We Were Here

500 Days Of Film Reviews We Were Here And Finds A Poignant Account Of The Aids Crisis In 1980’s San Francisco


In the early 1980s, gay men started to die of a mysterious disease.


No one knew what it was or where it came from. Initially called the “gay cancer” there was no cure and it was spreading fast.


We Were Here focuses on the origins of the Aids epidemic in San Francisco and what the community went through during the early days of the disease. 

Is It Any Good?

We Were Here is a beautiful and emotional documentary that tells an important story - a story that should not be forgotten. 


There are no bells and whistles here - no dramatic reconstructions, no twists and turns. Just a group of five people explaining what it was like to live through the early years of the Aids crisis. 


In an interview with PBS News, director, David Weissman, explains why he decided to make his film:


“It became clear to me that the people who had lived through the epidemic in those years had stopped talking about it and that people who didn’t live through that time really knew very little about the origins of the AIDS epidemic and what our community went through in the early years.


“So it seemed like with the passage of time since the medications started working and the death rate started to go down, it was a good time to look back at that era and try to make sense of what actually happened, what we actually went through as a community.”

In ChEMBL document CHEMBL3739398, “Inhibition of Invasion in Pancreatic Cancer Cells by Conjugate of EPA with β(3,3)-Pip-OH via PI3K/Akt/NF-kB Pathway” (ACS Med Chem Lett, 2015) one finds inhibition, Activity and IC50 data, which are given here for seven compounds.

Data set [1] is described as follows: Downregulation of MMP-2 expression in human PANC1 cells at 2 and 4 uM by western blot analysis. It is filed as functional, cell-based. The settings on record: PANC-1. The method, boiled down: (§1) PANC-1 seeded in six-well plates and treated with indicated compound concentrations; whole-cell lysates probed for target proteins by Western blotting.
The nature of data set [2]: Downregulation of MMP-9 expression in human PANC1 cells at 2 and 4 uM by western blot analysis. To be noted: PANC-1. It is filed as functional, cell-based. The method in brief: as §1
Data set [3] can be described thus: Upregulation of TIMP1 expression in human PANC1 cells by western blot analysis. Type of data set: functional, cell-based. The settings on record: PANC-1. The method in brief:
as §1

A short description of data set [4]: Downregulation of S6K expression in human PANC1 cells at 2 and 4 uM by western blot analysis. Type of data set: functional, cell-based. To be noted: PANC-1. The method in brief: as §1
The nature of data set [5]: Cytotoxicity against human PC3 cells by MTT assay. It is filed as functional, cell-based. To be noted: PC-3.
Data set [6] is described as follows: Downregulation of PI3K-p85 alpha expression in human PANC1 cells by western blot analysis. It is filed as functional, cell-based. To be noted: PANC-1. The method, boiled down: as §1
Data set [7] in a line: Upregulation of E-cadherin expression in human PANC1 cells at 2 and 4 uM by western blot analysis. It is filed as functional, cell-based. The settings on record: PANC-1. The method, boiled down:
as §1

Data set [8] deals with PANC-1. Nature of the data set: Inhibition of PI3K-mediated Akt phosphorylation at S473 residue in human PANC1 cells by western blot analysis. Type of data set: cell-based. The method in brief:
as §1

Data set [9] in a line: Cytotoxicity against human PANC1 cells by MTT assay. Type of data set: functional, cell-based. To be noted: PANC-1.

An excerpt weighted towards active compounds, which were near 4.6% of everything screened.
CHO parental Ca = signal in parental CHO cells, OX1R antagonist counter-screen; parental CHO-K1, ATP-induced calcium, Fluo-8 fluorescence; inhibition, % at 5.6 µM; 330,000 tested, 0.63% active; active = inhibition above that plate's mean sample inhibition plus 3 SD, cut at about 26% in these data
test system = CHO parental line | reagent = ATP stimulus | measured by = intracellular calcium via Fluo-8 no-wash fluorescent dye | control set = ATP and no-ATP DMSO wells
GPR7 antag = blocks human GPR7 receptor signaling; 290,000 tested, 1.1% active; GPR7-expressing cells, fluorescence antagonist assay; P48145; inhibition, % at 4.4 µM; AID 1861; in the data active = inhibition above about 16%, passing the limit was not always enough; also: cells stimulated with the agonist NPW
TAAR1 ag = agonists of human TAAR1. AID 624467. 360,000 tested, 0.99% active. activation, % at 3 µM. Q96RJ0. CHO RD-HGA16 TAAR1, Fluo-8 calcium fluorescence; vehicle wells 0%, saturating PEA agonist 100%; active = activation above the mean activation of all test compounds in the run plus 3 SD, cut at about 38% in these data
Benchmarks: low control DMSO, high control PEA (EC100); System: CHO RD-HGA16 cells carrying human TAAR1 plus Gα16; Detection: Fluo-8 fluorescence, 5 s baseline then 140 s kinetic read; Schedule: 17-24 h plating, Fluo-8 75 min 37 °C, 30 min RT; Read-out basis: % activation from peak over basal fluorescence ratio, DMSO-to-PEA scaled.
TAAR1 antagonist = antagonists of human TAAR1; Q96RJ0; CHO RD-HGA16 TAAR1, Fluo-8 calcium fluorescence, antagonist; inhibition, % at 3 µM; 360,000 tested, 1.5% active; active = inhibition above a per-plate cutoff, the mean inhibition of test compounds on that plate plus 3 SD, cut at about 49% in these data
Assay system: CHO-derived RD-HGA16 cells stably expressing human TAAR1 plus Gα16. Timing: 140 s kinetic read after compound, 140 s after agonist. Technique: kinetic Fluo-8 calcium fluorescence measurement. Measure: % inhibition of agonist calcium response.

So, I was in tears within the first few minutes. The passage of time has not made the experiences of these five people any less devastating for them to recount or for us to hear. 


The depth of the human tragedy here is hard to believe - even though it happened in such recent history. Within a 15 year period, 20,000 people died of Aids in San Francisco alone.


However, despite being an emotional watch, We Were Here is also life affirming and uplifting. 


People rallied around those who were suffering - even though they didn’t know how the disease spread. Many volunteered to work in the hospitals and out in the community - taking care of men who had no one else.


We Were Here’s only female contributor tells how, as a nurse, she took care of Aids patients and also conducted heartbreaking research in the desperate search for a cure.


Meanwhile, people came together and marched in order to protect gay civil rights. Many protesters knew that they would soon lose their battle with the disease - but they marched anyway.


In this way, We Were Here is both a deeply tragic and wonderfully uplifting story.


At the beginning of the film, artist and Aids survivor, Daniel Goldstein says: “none of my friends are around, from the beginning. So, I want to tell their story as much as I want to tell my story”. 


By the end of We Were Here, I felt that they had all accomplished this aim and told their story beautifully. 

Random Observations

Have you watched We Were Here? If you have, I would really love to know what you thought. Do feel free to leave me a comment in the box below.

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